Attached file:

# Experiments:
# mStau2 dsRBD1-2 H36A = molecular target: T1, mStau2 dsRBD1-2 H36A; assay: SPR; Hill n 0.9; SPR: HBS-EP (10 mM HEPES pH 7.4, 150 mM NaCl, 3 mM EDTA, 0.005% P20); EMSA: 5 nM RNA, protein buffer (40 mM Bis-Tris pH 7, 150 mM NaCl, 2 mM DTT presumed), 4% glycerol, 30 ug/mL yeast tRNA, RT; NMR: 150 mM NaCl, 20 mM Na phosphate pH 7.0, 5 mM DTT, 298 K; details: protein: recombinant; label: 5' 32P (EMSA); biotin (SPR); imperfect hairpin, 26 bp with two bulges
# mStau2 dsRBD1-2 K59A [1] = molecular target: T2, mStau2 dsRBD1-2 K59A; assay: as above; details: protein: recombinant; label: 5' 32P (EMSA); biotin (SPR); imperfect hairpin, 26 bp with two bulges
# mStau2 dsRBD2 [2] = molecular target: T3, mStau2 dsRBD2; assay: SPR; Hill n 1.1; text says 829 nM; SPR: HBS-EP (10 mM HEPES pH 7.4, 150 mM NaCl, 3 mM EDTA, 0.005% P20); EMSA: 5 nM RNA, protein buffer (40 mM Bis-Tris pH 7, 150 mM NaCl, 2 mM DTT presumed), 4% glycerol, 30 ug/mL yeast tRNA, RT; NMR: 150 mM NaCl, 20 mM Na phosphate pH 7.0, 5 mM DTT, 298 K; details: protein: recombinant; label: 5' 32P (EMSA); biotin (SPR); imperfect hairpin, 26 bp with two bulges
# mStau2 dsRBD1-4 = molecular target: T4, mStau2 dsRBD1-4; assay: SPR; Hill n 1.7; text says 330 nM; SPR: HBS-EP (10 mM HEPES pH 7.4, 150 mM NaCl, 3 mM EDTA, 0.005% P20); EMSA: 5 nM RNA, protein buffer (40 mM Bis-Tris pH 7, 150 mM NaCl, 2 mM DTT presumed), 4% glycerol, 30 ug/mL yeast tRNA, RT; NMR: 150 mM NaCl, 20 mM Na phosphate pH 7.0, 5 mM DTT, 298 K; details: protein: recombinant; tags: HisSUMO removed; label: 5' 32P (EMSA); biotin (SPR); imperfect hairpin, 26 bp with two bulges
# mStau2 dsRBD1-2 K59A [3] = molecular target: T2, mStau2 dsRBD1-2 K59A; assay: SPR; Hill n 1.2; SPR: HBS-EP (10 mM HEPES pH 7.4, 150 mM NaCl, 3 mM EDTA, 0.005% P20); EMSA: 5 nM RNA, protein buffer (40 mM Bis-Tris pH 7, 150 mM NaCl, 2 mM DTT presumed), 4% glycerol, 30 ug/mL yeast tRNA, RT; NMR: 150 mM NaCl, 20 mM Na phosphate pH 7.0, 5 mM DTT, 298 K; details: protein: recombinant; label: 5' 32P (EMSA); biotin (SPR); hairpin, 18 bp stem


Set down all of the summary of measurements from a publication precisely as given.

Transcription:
# Experiments:
# mStau2 dsRBD1-2 H36A = molecular target: T1, mStau2 dsRBD1-2 H36A; assay: SPR; Hill n 0.9; SPR: HBS-EP (10 mM HEPES pH 7.4, 150 mM NaCl, 3 mM EDTA, 0.005% P20); EMSA: 5 nM RNA, protein buffer (40 mM Bis-Tris pH 7, 150 mM NaCl, 2 mM DTT presumed), 4% glycerol, 30 ug/mL yeast tRNA, RT; NMR: 150 mM NaCl, 20 mM Na phosphate pH 7.0, 5 mM DTT, 298 K; details: protein: recombinant; label: 5' 32P (EMSA); biotin (SPR); imperfect hairpin, 26 bp with two bulges
# mStau2 dsRBD1-2 K59A [1] = molecular target: T2, mStau2 dsRBD1-2 K59A; assay: as above; details: protein: recombinant; label: 5' 32P (EMSA); biotin (SPR); imperfect hairpin, 26 bp with two bulges
# mStau2 dsRBD2 [2] = molecular target: T3, mStau2 dsRBD2; assay: SPR; Hill n 1.1; text says 829 nM; SPR: HBS-EP (10 mM HEPES pH 7.4, 150 mM NaCl, 3 mM EDTA, 0.005% P20); EMSA: 5 nM RNA, protein buffer (40 mM Bis-Tris pH 7, 150 mM NaCl, 2 mM DTT presumed), 4% glycerol, 30 ug/mL yeast tRNA, RT; NMR: 150 mM NaCl, 20 mM Na phosphate pH 7.0, 5 mM DTT, 298 K; details: protein: recombinant; label: 5' 32P (EMSA); biotin (SPR); imperfect hairpin, 26 bp with two bulges
# mStau2 dsRBD1-4 = molecular target: T4, mStau2 dsRBD1-4; assay: SPR; Hill n 1.7; text says 330 nM; SPR: HBS-EP (10 mM HEPES pH 7.4, 150 mM NaCl, 3 mM EDTA, 0.005% P20); EMSA: 5 nM RNA, protein buffer (40 mM Bis-Tris pH 7, 150 mM NaCl, 2 mM DTT presumed), 4% glycerol, 30 ug/mL yeast tRNA, RT; NMR: 150 mM NaCl, 20 mM Na phosphate pH 7.0, 5 mM DTT, 298 K; details: protein: recombinant; tags: HisSUMO removed; label: 5' 32P (EMSA); biotin (SPR); imperfect hairpin, 26 bp with two bulges
# mStau2 dsRBD1-2 K59A [3] = molecular target: T2, mStau2 dsRBD1-2 K59A; assay: SPR; Hill n 1.2; SPR: HBS-EP (10 mM HEPES pH 7.4, 150 mM NaCl, 3 mM EDTA, 0.005% P20); EMSA: 5 nM RNA, protein buffer (40 mM Bis-Tris pH 7, 150 mM NaCl, 2 mM DTT presumed), 4% glycerol, 30 ug/mL yeast tRNA, RT; NMR: 150 mM NaCl, 20 mM Na phosphate pH 7.0, 5 mM DTT, 298 K; details: protein: recombinant; label: 5' 32P (EMSA); biotin (SPR); hairpin, 18 bp stem